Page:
The Mere Presence of Your Smartphone Reduces Brain Power
Your cognitive capacity is significantly reduced when your smartphone is within reach -- even if it's off. That's the takeaway finding from a new study from the McCombs School of Business at The University of Texas at Austin.
McCombs Assistant Professor Adrian Ward and co-authors conducted experiments with nearly 800 smartphone users in an attempt to measure, for the first time, how well people can complete tasks when they have their smartphones nearby even when they're not using them.
In one experiment, the researchers asked study participants to sit at a computer and take a series of tests that required full concentration in order to score well. The tests were geared to measure participants' available cognitive capacity -- t...
Council is giving survivors £10 when they go to hotels but no access to £millions donated by public?
Shocking: Volunteer Nisha Parti says victims of #GrenfellTower fire have no access to donated funds and are being given 'a tenner'. #Peston pic.twitter.com/FXy1Er0Qkk
— EL4C (@EL4JC) June 18, 2017
.@sarahwollaston and @DavidLammy agree the official relief effort for survivors of the #GrenfellTower fire has been unacceptable. #Peston pic.twitter.com/SLwikp4a58
— Peston on Sunday (@pestononsunday) June 18, 2017
Jeremy Corbyn: "Every day, hundreds of people are stranded at airports and they are found hotels straight away". #Peston. pic.twitter.com/92zvHWuSvA
— EL4C (@EL4JC) June 18, 2017
Death by caffeine: an eye-catching headline when a coroner recently declared a South Carolina teen died from excessive caffeine consumption. In the span of two hours, according to reports, the 16 year-old drank a large Diet Mountain Dew, a cafe latte from McDonald’s and an energy drink, causing a “caffeine-induced cardiac event” leading to a probable arrhythmia.
The news surprised many experts in the medical community, including Joseph Garry, M.D., associate professor in the Department of Family Medicine and Community Health at the University of Minnesota Medical School.
“Deaths from caffeine ingestion are actually quite rare,” Garry explained. “However, this is entirely preventable and as such, any preventable death is tragic.”
While several studies have tried to find a link betw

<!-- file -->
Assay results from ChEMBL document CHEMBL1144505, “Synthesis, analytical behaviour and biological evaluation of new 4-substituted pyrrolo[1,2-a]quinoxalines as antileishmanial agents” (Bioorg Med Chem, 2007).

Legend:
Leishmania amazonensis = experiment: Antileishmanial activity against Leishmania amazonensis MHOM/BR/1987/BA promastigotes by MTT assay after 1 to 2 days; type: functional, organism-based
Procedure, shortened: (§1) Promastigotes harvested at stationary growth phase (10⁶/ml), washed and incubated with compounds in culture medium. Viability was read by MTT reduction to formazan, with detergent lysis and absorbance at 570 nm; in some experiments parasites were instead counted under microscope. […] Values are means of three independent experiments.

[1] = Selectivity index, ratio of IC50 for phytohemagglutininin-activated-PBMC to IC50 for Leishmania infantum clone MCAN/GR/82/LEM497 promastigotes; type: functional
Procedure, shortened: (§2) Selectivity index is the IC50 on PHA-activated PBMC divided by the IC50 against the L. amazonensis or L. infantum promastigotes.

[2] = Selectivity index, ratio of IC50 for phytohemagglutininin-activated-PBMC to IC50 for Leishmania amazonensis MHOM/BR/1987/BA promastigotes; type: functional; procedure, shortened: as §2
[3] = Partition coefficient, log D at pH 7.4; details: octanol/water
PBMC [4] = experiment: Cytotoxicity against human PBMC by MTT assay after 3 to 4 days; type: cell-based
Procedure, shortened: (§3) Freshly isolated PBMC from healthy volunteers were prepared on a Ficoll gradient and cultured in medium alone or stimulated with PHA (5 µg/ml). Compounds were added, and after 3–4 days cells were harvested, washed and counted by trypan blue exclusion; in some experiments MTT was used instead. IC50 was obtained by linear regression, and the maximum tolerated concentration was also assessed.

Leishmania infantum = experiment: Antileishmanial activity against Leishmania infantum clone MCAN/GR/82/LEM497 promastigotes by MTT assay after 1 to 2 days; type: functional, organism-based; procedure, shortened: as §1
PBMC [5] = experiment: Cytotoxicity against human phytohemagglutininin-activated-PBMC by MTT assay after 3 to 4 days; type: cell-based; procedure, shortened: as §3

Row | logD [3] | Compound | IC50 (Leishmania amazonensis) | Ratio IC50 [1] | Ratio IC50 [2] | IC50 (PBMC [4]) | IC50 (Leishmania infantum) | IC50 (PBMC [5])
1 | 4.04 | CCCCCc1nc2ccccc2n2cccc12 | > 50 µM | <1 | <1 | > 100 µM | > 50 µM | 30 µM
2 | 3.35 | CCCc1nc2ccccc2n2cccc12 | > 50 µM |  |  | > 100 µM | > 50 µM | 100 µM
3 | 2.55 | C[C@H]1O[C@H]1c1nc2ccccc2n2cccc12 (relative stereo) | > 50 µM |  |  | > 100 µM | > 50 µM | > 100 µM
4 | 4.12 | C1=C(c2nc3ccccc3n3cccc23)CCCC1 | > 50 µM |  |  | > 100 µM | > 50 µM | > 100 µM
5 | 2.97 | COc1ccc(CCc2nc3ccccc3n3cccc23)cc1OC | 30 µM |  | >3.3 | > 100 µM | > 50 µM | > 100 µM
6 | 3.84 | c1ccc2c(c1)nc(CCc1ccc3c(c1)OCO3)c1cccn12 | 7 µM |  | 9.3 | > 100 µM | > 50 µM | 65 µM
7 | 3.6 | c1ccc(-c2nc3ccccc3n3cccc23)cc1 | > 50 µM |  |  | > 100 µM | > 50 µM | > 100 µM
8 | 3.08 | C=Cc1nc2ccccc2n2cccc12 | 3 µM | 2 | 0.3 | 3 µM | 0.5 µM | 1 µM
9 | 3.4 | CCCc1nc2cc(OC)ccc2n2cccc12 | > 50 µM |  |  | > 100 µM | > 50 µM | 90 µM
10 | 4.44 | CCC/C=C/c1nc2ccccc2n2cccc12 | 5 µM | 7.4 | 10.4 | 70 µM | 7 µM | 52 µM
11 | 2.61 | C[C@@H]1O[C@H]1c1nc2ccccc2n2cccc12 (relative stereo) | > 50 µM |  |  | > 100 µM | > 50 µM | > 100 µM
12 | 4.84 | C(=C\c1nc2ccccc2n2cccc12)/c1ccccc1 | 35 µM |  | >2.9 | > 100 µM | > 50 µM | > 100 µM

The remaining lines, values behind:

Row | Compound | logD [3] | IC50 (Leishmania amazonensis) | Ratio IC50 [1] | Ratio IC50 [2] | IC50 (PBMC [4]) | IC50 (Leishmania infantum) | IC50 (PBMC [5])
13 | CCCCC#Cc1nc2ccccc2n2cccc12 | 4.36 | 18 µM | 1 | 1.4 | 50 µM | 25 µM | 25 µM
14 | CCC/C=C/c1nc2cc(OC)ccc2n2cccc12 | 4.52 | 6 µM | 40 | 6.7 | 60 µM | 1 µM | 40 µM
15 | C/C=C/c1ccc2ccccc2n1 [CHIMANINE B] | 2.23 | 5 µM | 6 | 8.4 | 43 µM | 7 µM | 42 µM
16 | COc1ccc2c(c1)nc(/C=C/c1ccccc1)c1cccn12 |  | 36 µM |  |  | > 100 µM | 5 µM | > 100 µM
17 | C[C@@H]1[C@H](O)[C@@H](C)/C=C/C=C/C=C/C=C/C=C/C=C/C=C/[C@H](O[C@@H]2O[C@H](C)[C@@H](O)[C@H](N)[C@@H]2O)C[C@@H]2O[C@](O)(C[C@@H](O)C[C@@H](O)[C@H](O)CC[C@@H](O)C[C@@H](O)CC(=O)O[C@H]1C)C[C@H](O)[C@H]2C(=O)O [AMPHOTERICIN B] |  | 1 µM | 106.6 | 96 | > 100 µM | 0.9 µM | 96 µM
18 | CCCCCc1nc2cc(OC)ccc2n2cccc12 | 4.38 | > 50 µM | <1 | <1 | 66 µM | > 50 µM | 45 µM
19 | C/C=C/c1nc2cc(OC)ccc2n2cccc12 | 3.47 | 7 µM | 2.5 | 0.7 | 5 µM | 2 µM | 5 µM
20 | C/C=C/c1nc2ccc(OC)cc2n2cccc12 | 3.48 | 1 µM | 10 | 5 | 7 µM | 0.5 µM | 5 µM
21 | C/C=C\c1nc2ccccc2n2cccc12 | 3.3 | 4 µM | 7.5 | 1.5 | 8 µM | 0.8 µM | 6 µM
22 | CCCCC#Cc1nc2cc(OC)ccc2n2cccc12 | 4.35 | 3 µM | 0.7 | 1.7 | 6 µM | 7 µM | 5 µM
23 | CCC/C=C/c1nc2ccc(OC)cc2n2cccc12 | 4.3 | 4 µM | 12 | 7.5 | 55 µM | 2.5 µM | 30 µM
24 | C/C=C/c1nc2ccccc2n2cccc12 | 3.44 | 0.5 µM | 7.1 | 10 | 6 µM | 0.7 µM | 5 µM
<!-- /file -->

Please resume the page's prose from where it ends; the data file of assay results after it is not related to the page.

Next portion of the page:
People who regularly use electronic cigarettes are less dependent on their product than those who regularly use traditional cigarettes, according to Penn State College of Medicine researchers.
While cigarette use has declined in recent years in the United States, the use of e-cigarettes is increasing, especially among adolescents and young adults. Although the new findings suggest that electronic cigarettes — also known as e-cigarettes — cause less nicotine dependence than traditional cigarettes, planned follow-up studies will help determine if e-cigarettes could lead to traditional cigarettes dependence in the future.
E-cigarettes include a range of battery-powered devices that heat and vaporize a liquid mixture — e-liquid — that may contain nicotine, flavorings and other chemicals.
A new study published on the 6th of June, 2017 has exposed major flaws in the fast tracking of some drugs available to the American public without any stringent clinical evidence of their benefits.
Researchers from the London School of Economics and Political Science (LSE) and the United States say that many US patients with serious illnesses are being treated by drugs which have questionable data.
The findings, published in The Milbank Quarterly, relate to drugs given "accelerated approval" by the Food and Drug Administration (FDA) without any strong clinical evaluation.
The study assessed 37 new drugs given accelerated approval by the FDA between 2000 and 2013.
Drugs eligible for accelerated approval are assessed as "reasonably likely" to provide clinical benefits but the...